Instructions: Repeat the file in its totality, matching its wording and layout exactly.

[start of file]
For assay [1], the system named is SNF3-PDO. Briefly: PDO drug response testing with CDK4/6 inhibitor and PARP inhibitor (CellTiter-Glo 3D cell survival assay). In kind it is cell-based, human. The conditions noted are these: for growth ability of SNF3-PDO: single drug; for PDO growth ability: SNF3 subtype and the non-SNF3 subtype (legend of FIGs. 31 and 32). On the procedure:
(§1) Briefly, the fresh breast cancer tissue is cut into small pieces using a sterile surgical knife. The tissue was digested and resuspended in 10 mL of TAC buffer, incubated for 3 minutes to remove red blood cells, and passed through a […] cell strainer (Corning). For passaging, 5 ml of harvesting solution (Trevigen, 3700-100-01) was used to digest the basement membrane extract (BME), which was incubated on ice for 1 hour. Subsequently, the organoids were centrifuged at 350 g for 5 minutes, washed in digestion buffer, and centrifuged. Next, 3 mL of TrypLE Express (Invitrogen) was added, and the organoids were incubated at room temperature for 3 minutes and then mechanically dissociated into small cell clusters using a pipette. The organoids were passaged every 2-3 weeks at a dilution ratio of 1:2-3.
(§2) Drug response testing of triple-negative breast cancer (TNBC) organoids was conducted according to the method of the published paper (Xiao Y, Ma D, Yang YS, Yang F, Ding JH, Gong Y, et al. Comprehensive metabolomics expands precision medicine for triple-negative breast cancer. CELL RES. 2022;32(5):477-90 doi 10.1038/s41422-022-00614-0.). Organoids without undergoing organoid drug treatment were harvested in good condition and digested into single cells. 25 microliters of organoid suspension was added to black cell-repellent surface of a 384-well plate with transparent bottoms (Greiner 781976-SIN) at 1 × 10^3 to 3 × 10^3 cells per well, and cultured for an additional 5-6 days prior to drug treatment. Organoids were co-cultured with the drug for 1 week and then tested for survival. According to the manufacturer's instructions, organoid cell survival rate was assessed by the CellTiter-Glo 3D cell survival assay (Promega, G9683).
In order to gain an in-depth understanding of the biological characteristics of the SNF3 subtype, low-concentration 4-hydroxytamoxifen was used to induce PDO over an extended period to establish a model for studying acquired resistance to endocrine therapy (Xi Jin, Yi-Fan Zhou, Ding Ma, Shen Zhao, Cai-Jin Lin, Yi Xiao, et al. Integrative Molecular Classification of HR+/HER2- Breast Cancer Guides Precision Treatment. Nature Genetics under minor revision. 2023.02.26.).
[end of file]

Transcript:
For assay [1], the system named is SNF3-PDO. Briefly: PDO drug response testing with CDK4/6 inhibitor and PARP inhibitor (CellTiter-Glo 3D cell survival assay). In kind it is cell-based, human. The conditions noted are these: for growth ability of SNF3-PDO: single drug; for PDO growth ability: SNF3 subtype and the non-SNF3 subtype (legend of FIGs. 31 and 32). On the procedure:
(§1) Briefly, the fresh breast cancer tissue is cut into small pieces using a sterile surgical knife. The tissue was digested and resuspended in 10 mL of TAC buffer, incubated for 3 minutes to remove red blood cells, and passed through a […] cell strainer (Corning). For passaging, 5 ml of harvesting solution (Trevigen, 3700-100-01) was used to digest the basement membrane extract (BME), which was incubated on ice for 1 hour. Subsequently, the organoids were centrifuged at 350 g for 5 minutes, washed in digestion buffer, and centrifuged. Next, 3 mL of TrypLE Express (Invitrogen) was added, and the organoids were incubated at room temperature for 3 minutes and then mechanically dissociated into small cell clusters using a pipette. The organoids were passaged every 2-3 weeks at a dilution ratio of 1:2-3.
(§2) Drug response testing of triple-negative breast cancer (TNBC) organoids was conducted according to the method of the published paper (Xiao Y, Ma D, Yang YS, Yang F, Ding JH, Gong Y, et al. Comprehensive metabolomics expands precision medicine for triple-negative breast cancer. CELL RES. 2022;32(5):477-90 doi 10.1038/s41422-022-00614-0.). Organoids without undergoing organoid drug treatment were harvested in good condition and digested into single cells. 25 microliters of organoid suspension was added to black cell-repellent surface of a 384-well plate with transparent bottoms (Greiner 781976-SIN) at 1 × 10^3 to 3 × 10^3 cells per well, and cultured for an additional 5-6 days prior to drug treatment. Organoids were co-cultured with the drug for 1 week and then tested for survival. According to the manufacturer's instructions, organoid cell survival rate was assessed by the CellTiter-Glo 3D cell survival assay (Promega, G9683).
In order to gain an in-depth understanding of the biological characteristics of the SNF3 subtype, low-concentration 4-hydroxytamoxifen was used to induce PDO over an extended period to establish a model for studying acquired resistance to endocrine therapy (Xi Jin, Yi-Fan Zhou, Ding Ma, Shen Zhao, Cai-Jin Lin, Yi Xiao, et al. Integrative Molecular Classification of HR+/HER2- Breast Cancer Guides Precision Treatment. Nature Genetics under minor revision. 2023.02.26.).